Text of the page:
In the summer of 2000, I worked at Kanakuk Kamps in Lampe, Missouri. In fact, I worked there for that summer and the next two. One of my favorite parts of the camp was the kitchen. Talk about good food, the cooks there were good at what they did. However, on days I wasn’t in the mood for “Frito Love,” there was peanut butter and jelly. Not secretly my favorite sandwich of all time. One day, as I sat down with a couple of sandwiches in my normal seat at the middle table, the director of the camp said to me, “creature of habit.” He was referencing how I chose to sit in the same spot pretty much every single meal. He was right on the money. I guess I never realized how routined I was until he said it. And routines are a good thing. They provide stability, normalcy, a way to measure growth and progress, and as was my case at the camp, safety and comfort. I began working at this camp without knowing anyone. It was far away from my family, and all of my friends. So having my place to sit and eat meals became familiar. And I can’t think of anything more important for a person who feels out of place than familiarity.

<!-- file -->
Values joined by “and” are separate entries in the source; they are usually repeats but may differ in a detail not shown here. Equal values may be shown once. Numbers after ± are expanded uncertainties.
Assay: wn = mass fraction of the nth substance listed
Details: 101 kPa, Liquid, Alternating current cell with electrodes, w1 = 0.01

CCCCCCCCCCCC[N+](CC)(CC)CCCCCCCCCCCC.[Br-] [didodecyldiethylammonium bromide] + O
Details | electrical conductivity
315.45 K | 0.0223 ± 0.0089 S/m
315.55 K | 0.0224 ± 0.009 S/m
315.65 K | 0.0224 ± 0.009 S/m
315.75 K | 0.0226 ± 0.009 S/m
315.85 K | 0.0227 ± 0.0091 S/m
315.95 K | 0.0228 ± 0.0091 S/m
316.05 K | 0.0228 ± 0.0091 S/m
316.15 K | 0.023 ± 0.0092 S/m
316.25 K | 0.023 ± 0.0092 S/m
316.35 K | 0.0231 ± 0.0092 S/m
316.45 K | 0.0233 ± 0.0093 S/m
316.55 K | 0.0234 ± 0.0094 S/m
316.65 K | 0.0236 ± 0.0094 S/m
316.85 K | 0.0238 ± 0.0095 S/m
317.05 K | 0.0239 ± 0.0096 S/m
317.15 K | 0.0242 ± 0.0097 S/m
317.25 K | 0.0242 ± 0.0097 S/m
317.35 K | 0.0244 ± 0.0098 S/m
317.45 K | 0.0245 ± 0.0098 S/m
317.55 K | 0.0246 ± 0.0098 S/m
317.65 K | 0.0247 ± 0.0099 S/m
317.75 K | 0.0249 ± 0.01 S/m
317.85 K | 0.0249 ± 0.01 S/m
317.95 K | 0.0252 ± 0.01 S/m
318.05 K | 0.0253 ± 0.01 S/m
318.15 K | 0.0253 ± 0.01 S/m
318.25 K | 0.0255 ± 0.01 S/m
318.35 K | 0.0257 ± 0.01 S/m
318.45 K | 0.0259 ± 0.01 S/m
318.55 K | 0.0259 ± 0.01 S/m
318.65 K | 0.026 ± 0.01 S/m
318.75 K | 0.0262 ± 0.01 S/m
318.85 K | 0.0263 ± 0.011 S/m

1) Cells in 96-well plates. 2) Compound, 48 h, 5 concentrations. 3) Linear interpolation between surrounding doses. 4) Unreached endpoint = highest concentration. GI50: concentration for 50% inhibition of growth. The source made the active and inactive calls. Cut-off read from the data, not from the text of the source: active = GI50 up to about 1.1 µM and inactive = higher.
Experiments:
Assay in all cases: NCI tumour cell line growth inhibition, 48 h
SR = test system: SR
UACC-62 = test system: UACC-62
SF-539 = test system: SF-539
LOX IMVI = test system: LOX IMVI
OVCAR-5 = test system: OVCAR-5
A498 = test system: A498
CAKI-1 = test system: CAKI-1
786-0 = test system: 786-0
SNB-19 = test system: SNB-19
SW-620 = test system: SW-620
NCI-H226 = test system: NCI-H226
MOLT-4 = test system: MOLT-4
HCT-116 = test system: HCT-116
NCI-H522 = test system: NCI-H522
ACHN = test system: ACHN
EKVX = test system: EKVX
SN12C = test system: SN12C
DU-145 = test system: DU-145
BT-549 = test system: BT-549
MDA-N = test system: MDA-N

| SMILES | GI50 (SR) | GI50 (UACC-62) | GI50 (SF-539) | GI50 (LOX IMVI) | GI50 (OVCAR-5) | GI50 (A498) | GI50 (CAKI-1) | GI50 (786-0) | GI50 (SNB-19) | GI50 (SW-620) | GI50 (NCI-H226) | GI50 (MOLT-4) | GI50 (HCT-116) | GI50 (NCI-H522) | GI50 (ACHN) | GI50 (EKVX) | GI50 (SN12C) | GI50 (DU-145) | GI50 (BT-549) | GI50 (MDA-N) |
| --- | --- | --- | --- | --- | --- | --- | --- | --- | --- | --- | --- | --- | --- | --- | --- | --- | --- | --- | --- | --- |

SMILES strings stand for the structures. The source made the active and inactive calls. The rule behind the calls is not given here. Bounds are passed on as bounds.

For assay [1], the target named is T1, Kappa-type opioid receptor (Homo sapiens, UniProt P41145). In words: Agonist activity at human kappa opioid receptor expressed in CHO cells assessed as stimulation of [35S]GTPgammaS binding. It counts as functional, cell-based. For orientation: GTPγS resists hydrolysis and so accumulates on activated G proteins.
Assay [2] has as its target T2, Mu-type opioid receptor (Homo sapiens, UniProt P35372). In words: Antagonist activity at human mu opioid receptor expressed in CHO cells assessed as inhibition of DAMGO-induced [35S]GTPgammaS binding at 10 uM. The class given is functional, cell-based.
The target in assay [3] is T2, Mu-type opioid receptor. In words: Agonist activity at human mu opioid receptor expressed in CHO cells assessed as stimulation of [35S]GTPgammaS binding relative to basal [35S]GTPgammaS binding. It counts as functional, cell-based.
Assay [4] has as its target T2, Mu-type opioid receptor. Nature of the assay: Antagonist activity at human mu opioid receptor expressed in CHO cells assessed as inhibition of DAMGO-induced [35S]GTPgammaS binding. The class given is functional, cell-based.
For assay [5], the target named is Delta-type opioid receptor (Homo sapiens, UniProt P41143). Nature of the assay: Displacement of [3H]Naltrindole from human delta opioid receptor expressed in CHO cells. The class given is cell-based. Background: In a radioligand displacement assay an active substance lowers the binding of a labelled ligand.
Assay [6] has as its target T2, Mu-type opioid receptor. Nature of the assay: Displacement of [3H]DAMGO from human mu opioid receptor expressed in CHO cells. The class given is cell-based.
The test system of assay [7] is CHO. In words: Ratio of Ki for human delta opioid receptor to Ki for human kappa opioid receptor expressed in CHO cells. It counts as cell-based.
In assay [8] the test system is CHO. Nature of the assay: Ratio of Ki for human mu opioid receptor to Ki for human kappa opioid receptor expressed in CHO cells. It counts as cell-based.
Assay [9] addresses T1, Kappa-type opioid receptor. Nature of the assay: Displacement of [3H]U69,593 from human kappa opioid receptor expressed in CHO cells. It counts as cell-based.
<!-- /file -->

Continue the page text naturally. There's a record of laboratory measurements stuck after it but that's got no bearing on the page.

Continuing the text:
Fast forward to 2009, and I was still that same creature of habit. Between balancing work, friends, and whatever else came up, I developed a routine that worked. I started my job at nine, worked out at the YMCA during lunch, and went home at six. Then in December I got a puppy. Hello new routine.
If I could quickly offer some advice, when you’re considering puppy adoption, do it! And also, do it in the spring or late summer. Training a dog in the winter is cold, exhausting, and cold. I learned the hard way that I was slower at putting on warm clothes at 4 A.M. than she was at making yellow puddles. So adopt a dog, then buy some carpet cleaner. My dog’s “accidents” became less and less frequent, however, when I learned the most important ingredient in training, routine. Through establishing a routine, I got better (and more) sleep, and she learned to hold it till she was outside. Routines are a good thing.
We are all creatures of habit and even though we may stray a bit on day to day activities, our weeks, months, and years will highlight an overall routine. And that’s a good thing. It means you are stable. Just remember, there’s a fine line between routine and rut. So have enough of a routine to feel safe, but every so often shock the system by sitting in a different spot.